SiNP-12 shows a completely different ultrastructural uptake morphology. The uptake process involves several particles at a time. In average 5 to some tens of NPs participate per uptake event. In the cytosol they are lined up in a row and wrapped in a membrane (Figure 4B and Supporting Information File 1, Figure S3).

For SiNP-7 a further change of uptake morphology is observed (Figure 4C, Supporting Information File 1, Figure S7 and Figure S9). Large amounts of NPs cover the membrane and in certain areas form a tubular invagination into the cell. Additionally, endosome-like, ill-shaped structures filled with SiNPs are found in the cytosol (Supporting Information File 1, Figure S7).

The schematic illustration in Figure 4G summarizes the above described findings. SiNP-22, which were the largest examined particles in our study, enter the cell as individual particles. Upon transit through the outer cell membrane they receive a tightly wrapped membrane. With decreasing particle size, the uptake morphology undergoes considerable changes. Medium-sized SiNPs (SiNP-12) already do not enter the cell as individuals but in small groups which are delimited by a tight membrane as well. Significantly, these groups arrange in a row-like manner. The smallest SiNPs under examination finally induce tubular structures, lined with silica particles. These structures as well are able to constrict themselves from the membrane. These different membrane shell morphologies are quite remarkable, considering the relatively slight difference in particle size from 24 to 10 nm in diameter (as determined by TEM).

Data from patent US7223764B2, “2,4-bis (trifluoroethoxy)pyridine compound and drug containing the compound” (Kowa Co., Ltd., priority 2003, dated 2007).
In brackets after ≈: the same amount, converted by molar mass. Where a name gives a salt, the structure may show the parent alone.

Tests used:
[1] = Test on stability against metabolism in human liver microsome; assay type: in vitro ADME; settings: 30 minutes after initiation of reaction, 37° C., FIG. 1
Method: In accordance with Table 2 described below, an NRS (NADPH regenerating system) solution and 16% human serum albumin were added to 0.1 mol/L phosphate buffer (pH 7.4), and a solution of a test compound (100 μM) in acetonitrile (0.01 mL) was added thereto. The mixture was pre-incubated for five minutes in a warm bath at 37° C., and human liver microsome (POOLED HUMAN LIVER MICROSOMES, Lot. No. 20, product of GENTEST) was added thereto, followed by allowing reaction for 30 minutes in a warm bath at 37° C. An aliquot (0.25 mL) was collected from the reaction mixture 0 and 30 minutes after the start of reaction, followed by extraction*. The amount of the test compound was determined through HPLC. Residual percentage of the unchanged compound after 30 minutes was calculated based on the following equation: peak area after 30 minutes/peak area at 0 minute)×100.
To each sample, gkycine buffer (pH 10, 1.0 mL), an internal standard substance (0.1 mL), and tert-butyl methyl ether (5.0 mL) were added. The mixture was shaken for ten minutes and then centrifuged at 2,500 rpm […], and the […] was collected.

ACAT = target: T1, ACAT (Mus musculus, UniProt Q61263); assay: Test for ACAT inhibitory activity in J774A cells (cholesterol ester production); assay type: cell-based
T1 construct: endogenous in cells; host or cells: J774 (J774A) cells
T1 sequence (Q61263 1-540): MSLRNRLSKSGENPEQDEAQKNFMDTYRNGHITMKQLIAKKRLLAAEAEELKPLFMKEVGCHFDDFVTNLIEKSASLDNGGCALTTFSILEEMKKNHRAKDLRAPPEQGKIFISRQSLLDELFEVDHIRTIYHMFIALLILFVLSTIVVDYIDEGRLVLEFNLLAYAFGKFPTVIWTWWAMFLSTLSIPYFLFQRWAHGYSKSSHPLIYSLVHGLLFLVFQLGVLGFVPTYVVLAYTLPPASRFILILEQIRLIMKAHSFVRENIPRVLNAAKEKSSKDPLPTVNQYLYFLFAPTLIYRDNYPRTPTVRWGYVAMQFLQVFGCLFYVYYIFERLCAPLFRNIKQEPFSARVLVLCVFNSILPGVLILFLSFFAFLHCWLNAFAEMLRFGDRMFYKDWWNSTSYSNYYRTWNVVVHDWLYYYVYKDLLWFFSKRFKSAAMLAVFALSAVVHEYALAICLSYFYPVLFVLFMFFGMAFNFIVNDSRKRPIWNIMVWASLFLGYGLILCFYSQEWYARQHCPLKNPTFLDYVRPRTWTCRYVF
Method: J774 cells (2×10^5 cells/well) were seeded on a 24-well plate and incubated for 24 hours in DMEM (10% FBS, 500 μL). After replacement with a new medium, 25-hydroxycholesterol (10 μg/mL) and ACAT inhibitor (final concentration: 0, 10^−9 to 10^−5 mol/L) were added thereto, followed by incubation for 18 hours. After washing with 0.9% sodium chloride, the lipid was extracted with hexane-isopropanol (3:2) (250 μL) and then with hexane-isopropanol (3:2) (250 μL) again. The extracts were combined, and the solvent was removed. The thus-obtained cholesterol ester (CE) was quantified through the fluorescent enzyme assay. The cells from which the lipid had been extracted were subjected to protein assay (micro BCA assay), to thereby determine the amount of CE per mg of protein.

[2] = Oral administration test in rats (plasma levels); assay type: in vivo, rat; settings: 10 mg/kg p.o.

When exceeding a certain concentration, silica NPs become cytotoxic [28-30]. In order to explore, if there is a certain correlation between toxicity and the observed uptake morphology, which obviously consumes part of the outer cell membrane, we performed additional cytotoxic measurements. Preliminary, a qualitative examination of the cytotoxic effects was conducted by fluorescence activated cell sorting using FSC/SSC analysis (data not shown) and confocal laser scanning microscopy (Supporting Information File 1, Figure S10). Further experiments examined the LDH release and the adenosine-triphosphate (ATP) level of HeLa cells upon exposure to the respective SiNPs. Moreover, the cleavage of Caspase-3 was measured in Western blot experiments to investigate the activation of the major pro-apoptotic protease (Supporting Information File 1, Figure S11).

The level of LDH release is indicative for the disintegration of the cell membrane and consequently for cytotoxicity. For quantitative estimation of the toxic potential HeLa cells were incubated with NPs for 2 h at different concentrations followed by determination of the LDH release (Figure 6). SiNP-22 induces only a moderate increase of the LDH level for all tested concentrations except the highest at 3400 µg·mL−1, where it raised to a level of nearly 90% compared to the positive control. For SiNP-12 and SiNP-7 the results are similar, up to a concentration of 400 µg·mL−1 the LDH levels are below 20% and with increasing concentration they raise to 50% and above. These data reveal that the smaller NPs (SiNP-12 and SiNP-7) induce cell membrane damage already at lower concentrations compared to the large NPs. However, at very high concentrations, all NPs cause substantial cell membrane disintegration.


Figure 6: Level of LDH release of HeLa cells after incubation with silica NPs for 2 h. The extent of extracellular LDH is expressed as a normalized quotient to the positive control (PC).